You may be fond of the scent of Chanel No. 5, but your dog has a different take on what constitutes a pleasant smell. Even Princess Fufu, the aristocratic French poodle across the street, has fragrance preferences that would make you gag. Like all dogs, she'll roll in the foulest funk -- think animal waste, animal remains and even reproductive leftovers -- and delight in showing off what she found to her people.
In the human world, perfume is a multi-billion-dollar industry. New scents are always being developed, and more and more products are smothered with an aroma for the purpose of attracting consumers. While humans and dogs share a lust for covering the body with some sort of scent, what's perceived as a good odor is a whole different story, explains applied animal behaviorist and dog trainer Patricia McConnell in her book, "The Other End of the Leash."
Blessed with a powerful sniffer, thought to be 1,000 to 1 million times more powerful than a human's nose, Rover is constantly affected by the many wafting aromas that surround him in a positive or negative way. While a spritz of perfume may seem pleasant to you, from your furry pal's perspective it's more like dealing with an elephant-sized dose that can be very intense and often stressful, explains veterinarian Ernie Ward. This reaction isn't limited to perfume; indeed, Scruffy is likely also bothered by carpet cleaners, potpourri, hair sprays and air fresheners.
Conducting research on how perfume affects Rover is tricky, for the simple fact that dogs can’t easily convey their emotions upon encountering a certain scent, explains veterinarian Crista DeJoia. However, you can obtain some anecdotal evidence by observing his behavior. If you put on some perfume or aftershave and let your dog sniff it, most likely he'll back away or plead with you to go take a shower to get it off. Giving your dog a bath with a scented shampoo seems to further confirm his strong opinion; as you watch in horror, he'll likely roll in the grass in hopes of gaining back his dearly missed doggie smell.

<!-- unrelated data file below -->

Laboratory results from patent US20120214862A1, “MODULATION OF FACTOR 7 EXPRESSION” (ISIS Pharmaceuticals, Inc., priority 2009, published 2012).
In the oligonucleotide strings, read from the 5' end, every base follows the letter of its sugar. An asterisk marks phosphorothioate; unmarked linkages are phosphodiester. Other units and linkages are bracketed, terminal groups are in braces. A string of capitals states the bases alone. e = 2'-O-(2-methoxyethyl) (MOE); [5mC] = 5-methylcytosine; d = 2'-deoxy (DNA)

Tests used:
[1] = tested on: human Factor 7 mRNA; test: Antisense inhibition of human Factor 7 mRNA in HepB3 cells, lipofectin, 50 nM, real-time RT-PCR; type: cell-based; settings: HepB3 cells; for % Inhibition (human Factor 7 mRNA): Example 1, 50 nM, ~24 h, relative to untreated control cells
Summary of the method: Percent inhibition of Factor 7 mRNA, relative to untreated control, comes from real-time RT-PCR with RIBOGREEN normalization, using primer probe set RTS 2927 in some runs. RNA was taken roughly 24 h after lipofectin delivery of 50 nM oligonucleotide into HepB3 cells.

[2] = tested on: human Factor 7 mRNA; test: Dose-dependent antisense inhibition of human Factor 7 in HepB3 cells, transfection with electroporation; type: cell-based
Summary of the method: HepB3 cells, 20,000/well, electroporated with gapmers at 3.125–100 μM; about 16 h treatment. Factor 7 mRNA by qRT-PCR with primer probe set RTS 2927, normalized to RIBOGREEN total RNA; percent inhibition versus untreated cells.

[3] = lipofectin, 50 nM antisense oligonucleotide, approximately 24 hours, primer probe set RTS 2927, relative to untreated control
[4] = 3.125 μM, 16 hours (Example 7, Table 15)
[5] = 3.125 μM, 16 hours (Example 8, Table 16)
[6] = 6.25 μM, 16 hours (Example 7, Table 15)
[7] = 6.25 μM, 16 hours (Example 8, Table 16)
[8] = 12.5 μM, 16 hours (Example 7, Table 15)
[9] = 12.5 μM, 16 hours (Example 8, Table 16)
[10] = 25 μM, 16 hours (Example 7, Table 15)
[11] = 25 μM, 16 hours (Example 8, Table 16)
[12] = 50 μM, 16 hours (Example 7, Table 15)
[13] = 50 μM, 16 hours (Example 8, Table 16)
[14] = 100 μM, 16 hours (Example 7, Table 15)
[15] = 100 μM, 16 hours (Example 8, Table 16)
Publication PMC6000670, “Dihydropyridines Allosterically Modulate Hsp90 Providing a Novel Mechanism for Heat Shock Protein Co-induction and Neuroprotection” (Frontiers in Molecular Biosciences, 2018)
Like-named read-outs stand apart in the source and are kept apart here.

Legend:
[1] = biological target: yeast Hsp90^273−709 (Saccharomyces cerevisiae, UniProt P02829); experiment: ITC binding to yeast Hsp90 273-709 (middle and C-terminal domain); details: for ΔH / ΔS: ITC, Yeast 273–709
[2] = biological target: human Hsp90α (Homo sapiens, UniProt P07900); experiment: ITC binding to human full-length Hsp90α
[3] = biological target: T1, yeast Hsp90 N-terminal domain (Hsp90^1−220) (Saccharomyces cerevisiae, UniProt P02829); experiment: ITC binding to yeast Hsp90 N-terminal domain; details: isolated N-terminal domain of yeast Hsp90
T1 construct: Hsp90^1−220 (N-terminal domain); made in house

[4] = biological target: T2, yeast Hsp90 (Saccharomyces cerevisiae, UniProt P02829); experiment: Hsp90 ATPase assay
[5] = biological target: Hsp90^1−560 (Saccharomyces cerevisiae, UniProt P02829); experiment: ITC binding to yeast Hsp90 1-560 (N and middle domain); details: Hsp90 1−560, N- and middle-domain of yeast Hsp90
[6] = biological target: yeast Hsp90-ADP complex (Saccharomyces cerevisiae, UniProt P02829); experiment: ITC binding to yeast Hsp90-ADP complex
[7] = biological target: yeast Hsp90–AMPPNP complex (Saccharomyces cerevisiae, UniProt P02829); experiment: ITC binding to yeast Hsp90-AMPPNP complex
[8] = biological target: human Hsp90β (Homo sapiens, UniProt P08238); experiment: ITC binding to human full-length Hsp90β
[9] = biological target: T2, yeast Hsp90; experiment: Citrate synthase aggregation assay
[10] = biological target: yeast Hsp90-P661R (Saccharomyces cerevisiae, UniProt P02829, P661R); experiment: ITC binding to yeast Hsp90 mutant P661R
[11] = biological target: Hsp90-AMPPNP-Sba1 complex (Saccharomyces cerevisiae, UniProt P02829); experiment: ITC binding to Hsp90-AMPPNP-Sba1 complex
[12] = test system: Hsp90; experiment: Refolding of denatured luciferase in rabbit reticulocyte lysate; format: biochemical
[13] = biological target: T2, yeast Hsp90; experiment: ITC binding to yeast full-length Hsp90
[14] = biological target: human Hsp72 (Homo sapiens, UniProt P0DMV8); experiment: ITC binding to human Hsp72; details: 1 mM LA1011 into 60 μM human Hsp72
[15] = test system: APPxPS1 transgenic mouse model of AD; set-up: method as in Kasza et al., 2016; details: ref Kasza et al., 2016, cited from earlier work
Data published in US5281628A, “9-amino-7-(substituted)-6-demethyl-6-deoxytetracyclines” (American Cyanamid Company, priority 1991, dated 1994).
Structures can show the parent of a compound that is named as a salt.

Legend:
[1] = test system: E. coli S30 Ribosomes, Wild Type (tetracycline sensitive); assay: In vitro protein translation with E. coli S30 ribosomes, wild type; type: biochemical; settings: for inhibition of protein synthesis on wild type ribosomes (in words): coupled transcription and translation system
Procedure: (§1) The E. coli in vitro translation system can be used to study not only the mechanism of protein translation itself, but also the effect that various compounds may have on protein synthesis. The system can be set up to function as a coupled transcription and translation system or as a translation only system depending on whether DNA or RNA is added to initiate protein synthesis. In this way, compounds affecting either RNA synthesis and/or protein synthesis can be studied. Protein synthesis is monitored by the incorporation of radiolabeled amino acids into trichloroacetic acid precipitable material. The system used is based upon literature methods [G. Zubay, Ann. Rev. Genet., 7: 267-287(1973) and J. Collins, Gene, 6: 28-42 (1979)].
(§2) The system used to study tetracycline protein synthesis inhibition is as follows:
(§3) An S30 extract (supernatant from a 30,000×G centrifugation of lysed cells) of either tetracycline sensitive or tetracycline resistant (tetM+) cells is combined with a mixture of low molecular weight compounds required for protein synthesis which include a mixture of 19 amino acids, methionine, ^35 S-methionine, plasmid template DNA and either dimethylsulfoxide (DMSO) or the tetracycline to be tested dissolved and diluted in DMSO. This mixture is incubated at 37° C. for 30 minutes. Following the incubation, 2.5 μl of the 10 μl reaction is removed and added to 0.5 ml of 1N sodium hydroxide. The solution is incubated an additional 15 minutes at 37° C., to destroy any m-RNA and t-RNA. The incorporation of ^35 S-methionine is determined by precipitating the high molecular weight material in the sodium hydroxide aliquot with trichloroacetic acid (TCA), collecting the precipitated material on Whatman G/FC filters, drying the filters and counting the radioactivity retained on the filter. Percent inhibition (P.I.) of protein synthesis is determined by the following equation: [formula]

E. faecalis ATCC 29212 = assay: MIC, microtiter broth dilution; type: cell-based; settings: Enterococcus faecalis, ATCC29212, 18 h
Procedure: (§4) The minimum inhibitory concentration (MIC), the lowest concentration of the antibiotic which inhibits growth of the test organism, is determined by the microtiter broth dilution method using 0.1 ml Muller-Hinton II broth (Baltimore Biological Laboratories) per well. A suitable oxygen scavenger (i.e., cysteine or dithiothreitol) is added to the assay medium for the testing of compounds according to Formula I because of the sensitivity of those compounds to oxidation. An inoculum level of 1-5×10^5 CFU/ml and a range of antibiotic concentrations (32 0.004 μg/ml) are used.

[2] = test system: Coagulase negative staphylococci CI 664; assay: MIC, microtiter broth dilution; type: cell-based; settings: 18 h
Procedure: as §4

It makes sense for humans to be attracted to certain smells and dogs to others. After all, humans and dogs are different species. Your ancestor, the early humanoid primate, was naturally drawn to plump, juicy fruits, which explains why you continue to be attracted to fruity and flowery smells. With a past as a scavenger, your canine companion is likely repelled by your strong perfume but terribly attracted to scent of ripe carcasses.
Dogs and humans have different scent preferences, but by looking at the big picture, humans and dogs are not entirely different. Human perfume is often made of musk, a special jelly obtained from a deer's belly; ambergis, a liquid obtained from sperm whales; and secretions obtained from the anal glands of various animals. If you think about it, soaking yourself in whale goo isn't all that different from Rover's rolling in cow pies, observes Patricia McConnell.
On a more serious note, dogs can be negatively affected by perfume if they happen to ingest some; indeed, both perfume and aftershave contain ethanol, which can be very toxic to dogs. Not to mention the essential oils contained in perfume, which -- when combined with the ethanol -- can result in a very dangerous concoction when ingested, according to the Gwinett Animal Hospital in Snellville, Ga. Perfume and dogs, therefore, ultimately don't mix. If you want to make keep your dog safe and happy, try to limit his exposure to perfumes, lotions aftershave and the like.
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